Archive for the ‘nih grant blog’ Tag

New Webinar: NIH Submission Strategies — Register Now!

You have a cool idea for a research project, now what? The second in my new webinar series addresses NIH Submission Strategies. As a person who works on NIH submissions full time, I know there are certain steps you can take before you write a single word that correlate with better scores and outcomes.

Some of these steps include the following: taking the time to understand the priorities of the stakeholders involved, including reading Appropriations Reports; learning which projects are already in the NIH funding portfolio to ascertain how you might adjust your idea to fit in; identifying multiple ICs (not just an obvious one) and shopping around different versions of your Specific Aims to gauge enthusiasm; building a relationship with the all-important Program Officer, who will help guide questions related to study design, FOA, ESI status, and study section; and understanding the review process and audience before you write.

Your team will invest hundreds of hours in your submission. Why not spend 90 minutes learning some tried-and-true strategies to use before you write that will optimize your chance of success? I probably work on more NIH submissions in a month than you will work on across your entire career. I’ve helped clients land over $200 million in federal funds, and I can help strengthen your submission and improve your grantsmanship as well.

Bundle with two more webinars and save! Three webinars for $499.

Read about all three webinars, including “Mistakes Commonly Made on NIH Grant Applications” and “How To Write The Specific Aims.”

NIH Submission Strategies

Who: Essential for grantees planning to submit an R01, R21, or R03 in an upcoming cycle, and the senior faculty and administrators who advise them.
When: Wednesday 11 February 2015, 11am-12:30pm EST or
Thursday 19 February 2015, 11am-12:30pm EST
Cost: $199; Or register for all three webinars this month for $499
Takeaways: At the end of this 90-minute session, participants will be able to:

1. Utilize the Reporter website to identify their niche in the funding portfolio
2. Identify likely ICs, POs, and FOAs
3. Write several drafts of their Aims to send to POs
4. Choose the most appropriate IC, FOA, and study section with PO guidance


Posted February 5, 2015 by Meg Bouvier in Freelance medical writing, medical grant writing, NIH grantwriting

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New Webinar: “Mistakes Commonly Made on NIH Grant Applications”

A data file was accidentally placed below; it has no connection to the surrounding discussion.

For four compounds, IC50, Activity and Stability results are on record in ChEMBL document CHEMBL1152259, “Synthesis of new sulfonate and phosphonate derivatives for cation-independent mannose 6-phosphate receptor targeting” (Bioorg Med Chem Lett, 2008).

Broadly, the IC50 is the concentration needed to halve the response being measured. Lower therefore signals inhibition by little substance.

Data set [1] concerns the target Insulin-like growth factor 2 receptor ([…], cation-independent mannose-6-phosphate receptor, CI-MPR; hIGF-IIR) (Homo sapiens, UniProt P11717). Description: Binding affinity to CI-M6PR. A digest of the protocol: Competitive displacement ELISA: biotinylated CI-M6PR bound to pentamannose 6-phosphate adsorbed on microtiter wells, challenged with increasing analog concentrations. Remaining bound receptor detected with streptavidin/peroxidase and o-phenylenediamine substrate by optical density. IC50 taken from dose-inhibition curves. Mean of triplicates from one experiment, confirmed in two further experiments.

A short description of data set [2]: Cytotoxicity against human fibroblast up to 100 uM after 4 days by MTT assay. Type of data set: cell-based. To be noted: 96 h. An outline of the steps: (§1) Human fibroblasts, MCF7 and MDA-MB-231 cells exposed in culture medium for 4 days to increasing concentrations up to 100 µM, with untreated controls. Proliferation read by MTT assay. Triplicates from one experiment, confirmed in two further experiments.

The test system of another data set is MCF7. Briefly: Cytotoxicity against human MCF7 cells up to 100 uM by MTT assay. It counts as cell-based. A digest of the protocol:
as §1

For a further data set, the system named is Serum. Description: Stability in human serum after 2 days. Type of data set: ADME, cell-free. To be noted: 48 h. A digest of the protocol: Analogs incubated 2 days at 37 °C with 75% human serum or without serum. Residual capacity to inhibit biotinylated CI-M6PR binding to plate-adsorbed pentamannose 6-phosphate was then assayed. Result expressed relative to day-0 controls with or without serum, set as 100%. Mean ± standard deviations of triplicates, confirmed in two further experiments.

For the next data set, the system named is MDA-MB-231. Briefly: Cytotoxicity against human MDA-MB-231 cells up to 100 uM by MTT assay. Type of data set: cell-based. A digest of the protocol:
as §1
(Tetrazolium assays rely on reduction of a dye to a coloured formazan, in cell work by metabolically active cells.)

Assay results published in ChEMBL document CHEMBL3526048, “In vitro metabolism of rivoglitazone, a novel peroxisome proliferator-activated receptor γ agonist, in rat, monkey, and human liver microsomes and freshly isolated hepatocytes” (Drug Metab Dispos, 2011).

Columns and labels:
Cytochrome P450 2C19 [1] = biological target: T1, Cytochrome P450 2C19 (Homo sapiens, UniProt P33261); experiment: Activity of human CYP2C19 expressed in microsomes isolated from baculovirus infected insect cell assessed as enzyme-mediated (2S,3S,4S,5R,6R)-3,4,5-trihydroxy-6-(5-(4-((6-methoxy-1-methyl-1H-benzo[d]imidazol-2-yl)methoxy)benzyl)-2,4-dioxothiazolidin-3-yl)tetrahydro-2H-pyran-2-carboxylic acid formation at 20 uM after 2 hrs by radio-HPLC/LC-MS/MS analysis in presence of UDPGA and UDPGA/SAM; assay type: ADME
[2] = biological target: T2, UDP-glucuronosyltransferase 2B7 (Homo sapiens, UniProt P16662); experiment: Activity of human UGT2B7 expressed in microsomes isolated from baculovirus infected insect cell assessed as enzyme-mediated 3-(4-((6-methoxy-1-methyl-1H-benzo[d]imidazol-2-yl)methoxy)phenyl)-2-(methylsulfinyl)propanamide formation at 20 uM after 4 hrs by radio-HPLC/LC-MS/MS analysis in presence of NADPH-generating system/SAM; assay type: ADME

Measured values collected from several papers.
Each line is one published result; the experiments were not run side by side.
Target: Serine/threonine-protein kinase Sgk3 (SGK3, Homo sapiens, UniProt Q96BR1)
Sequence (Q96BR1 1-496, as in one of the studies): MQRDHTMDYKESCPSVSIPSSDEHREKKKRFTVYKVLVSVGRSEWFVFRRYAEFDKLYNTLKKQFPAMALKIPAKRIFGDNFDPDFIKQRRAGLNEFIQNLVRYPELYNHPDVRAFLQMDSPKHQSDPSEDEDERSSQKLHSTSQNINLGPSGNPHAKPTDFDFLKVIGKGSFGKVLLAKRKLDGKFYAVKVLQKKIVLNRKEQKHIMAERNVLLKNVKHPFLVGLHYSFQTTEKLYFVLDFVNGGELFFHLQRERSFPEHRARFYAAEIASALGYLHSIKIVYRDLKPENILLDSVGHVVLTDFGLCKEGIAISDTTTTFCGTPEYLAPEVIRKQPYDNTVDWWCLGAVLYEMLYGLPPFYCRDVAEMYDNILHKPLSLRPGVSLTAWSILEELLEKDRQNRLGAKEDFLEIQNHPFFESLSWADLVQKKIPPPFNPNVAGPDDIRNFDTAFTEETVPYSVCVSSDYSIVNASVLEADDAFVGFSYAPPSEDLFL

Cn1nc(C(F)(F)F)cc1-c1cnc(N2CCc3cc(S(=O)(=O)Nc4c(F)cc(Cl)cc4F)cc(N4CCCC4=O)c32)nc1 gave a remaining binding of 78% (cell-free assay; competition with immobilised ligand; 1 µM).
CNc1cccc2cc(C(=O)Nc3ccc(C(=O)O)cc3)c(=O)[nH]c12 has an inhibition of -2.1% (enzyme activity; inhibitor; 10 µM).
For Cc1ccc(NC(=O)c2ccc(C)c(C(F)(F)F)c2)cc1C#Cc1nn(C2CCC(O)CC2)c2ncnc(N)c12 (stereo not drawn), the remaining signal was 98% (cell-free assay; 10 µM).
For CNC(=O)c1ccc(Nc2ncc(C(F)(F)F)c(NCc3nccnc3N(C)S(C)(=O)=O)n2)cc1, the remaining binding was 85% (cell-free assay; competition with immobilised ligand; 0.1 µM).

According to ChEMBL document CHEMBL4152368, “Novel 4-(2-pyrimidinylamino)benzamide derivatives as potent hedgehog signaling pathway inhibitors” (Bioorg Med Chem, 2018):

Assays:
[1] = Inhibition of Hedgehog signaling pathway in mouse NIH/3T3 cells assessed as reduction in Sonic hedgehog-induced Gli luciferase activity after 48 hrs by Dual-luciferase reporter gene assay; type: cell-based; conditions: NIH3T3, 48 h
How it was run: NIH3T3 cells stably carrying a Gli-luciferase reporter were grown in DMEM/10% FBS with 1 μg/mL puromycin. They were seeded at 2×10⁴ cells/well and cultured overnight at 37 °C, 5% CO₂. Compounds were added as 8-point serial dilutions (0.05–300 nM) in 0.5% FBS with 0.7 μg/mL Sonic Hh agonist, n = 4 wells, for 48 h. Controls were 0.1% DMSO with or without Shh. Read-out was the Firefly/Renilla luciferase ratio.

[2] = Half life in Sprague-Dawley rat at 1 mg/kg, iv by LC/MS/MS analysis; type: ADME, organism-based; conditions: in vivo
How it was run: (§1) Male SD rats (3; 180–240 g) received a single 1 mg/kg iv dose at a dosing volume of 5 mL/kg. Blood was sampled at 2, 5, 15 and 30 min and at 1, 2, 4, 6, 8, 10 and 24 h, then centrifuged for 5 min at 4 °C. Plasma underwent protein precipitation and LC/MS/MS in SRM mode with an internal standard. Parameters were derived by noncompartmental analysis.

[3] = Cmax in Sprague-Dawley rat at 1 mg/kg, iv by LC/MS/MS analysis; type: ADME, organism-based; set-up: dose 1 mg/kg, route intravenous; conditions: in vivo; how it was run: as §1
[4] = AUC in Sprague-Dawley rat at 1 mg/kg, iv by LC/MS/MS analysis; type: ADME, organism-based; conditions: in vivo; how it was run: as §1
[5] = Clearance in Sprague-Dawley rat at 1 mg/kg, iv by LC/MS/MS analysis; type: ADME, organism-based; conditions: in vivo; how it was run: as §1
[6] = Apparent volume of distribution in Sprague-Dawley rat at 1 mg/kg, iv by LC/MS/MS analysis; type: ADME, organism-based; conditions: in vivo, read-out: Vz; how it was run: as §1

In an effort to provide cost-effective training to the broadest group possible, I am launching a series of webinars in the upcoming months. The first of these will be in early February, and the goal will be to help grantees recognize and correct common submission mistakes.

Unlike many who conduct NIH submission training programs, I myself work on NIH submissions full time. I see clients make the same types of mistakes repeatedly– mistakes that are easily avoided.

Each year I am fortunate to have dozens of clients share their Summary Statements with me. Because I regularly read reviewer comments from a multitude of study sections, I can easily identify trends in pink sheets. I also keep track of evolving trends at NIH based on information I find in FOAs, Notices, and Appropriations Testimony. Study sections change, funding priorities evolve. It is important to understand NIH’s priorities right now.

I have helped clients land over $200 million in federal funds in the past five years. Your NIH submission will entail several hundred hours of work by you and others. Why not learn strategies to optimize your success on this and future submissions?

What: Webinar entitled “Mistakes Commonly Made on NIH Grant Applications

Who: Ideal for faculty preparing to submit a K, R21, R03, or R01 in an upcoming cycle, and the senior faculty and administrators who advise them.

When:Wednesday 4 February 2015, 11am-12:30pm EST or
Thursday 12 February 2015, 11am-12:30pm EST
Cost: $149
Takeaways: At the end of this 90-minute session, participants will be able to:
1) Predict some key criticisms reviewers may make
2) Identify problems in their or their colleague’s draft applications
3) Utilize that information to write stronger drafts

NIH Simplifies Policy on Late Applications

NIH might give you a two-week grace period on late applications. For details, see the Notice issued Dec 2014.

Examples of Reasons Why Late Applications Might Be Accepted

  • Death of an immediate family member of the PD/PI (or MPI).
  • Sudden acute severe illness of the PD/PI (MPI) or immediate family member.
  • Temporary or ad hoc service by a PD/PI on an NIH advisory group during the two months preceding or the two months following the application due date. Examples of qualifying service include: participation in an NIH study section/special emphasis panel, NIH Board of Scientific Counselors, Program Advisory Committee, or an NIH Advisory Board/Council. Qualifying service does not include participation in NIH activities other than those involved in extramural/intramural peer review or NIH Advisory Council/Board service.
  • Delays due to weather, natural disasters, or other emergency situations, not to exceed the time the applicant organization is closed.
  • For PD/PIs who are eligible for continuous submission (, the late application policy applies to activities not covered under the continuous submission policy (i.e., other than R01, R21, and R34 funding opportunities that use standard due dates).


Examples of Reasons Why Late Applications Will Not Be Accepted

  • Heavy teaching or administrative responsibilities, relocation of a laboratory, ongoing or non-severe health problems, personal events, participation in review activities for other Federal agencies or private organizations, attendance at scientific meetings, or a very busy schedule.
  • Review service for participants other than a PD/PI or MPI, acute health issues or death in the family of a participant other than a PD/PI or MPI.